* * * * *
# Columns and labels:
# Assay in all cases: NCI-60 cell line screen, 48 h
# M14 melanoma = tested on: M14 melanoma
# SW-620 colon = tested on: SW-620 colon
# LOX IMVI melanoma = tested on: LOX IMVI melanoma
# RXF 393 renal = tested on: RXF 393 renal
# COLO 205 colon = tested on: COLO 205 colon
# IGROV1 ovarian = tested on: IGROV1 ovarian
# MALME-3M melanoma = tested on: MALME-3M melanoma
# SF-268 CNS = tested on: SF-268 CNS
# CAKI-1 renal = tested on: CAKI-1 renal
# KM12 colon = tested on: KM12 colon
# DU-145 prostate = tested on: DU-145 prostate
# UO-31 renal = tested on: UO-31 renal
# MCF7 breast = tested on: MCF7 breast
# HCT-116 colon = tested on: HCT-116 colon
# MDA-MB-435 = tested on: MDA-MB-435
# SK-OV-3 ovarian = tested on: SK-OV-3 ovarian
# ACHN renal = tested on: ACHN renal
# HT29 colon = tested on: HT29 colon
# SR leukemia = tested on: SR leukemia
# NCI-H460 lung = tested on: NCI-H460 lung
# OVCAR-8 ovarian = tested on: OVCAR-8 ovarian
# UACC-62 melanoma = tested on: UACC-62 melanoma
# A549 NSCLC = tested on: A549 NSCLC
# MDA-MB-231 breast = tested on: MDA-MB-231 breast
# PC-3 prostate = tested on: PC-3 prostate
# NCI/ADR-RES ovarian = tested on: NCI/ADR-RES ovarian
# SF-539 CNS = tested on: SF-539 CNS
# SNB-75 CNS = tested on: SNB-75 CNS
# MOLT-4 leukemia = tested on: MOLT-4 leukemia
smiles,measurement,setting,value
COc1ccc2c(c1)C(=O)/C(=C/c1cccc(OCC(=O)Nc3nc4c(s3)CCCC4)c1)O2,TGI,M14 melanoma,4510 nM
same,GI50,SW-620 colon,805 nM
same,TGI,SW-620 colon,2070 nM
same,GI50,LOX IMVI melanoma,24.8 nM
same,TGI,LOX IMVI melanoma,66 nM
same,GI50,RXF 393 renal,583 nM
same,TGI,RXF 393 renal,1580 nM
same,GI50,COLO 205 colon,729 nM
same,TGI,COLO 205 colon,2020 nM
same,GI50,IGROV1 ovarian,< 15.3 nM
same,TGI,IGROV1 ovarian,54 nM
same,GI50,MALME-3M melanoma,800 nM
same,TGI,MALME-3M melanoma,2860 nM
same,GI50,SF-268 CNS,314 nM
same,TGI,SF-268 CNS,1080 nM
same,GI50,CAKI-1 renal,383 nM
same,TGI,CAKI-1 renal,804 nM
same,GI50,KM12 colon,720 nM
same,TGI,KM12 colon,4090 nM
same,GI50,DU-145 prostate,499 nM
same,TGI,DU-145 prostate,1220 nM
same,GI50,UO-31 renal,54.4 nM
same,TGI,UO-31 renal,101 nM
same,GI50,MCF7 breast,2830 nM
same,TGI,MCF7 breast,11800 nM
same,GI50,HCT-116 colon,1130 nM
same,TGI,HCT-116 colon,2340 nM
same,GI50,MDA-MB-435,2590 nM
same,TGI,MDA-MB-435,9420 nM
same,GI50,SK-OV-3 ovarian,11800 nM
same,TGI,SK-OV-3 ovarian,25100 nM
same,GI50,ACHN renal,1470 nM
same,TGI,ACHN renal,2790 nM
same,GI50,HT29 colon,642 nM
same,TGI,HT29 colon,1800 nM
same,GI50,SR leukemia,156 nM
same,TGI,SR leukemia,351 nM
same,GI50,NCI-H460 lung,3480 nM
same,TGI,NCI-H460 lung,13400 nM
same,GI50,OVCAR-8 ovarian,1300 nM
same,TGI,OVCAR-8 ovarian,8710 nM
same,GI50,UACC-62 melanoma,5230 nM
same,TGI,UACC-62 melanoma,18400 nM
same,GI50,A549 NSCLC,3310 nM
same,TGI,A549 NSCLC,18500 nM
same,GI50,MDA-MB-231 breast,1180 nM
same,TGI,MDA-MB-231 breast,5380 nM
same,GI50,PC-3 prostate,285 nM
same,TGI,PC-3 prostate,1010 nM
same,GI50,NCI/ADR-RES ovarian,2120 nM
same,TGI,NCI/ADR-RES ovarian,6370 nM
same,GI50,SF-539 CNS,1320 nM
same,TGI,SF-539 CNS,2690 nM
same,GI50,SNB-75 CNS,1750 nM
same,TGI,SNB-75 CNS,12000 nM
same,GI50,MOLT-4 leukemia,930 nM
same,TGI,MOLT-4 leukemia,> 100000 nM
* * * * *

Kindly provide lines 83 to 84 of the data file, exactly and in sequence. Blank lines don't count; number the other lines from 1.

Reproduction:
same,TGI,NCI/ADR-RES ovarian,6370 nM
same,GI50,SF-539 CNS,1320 nM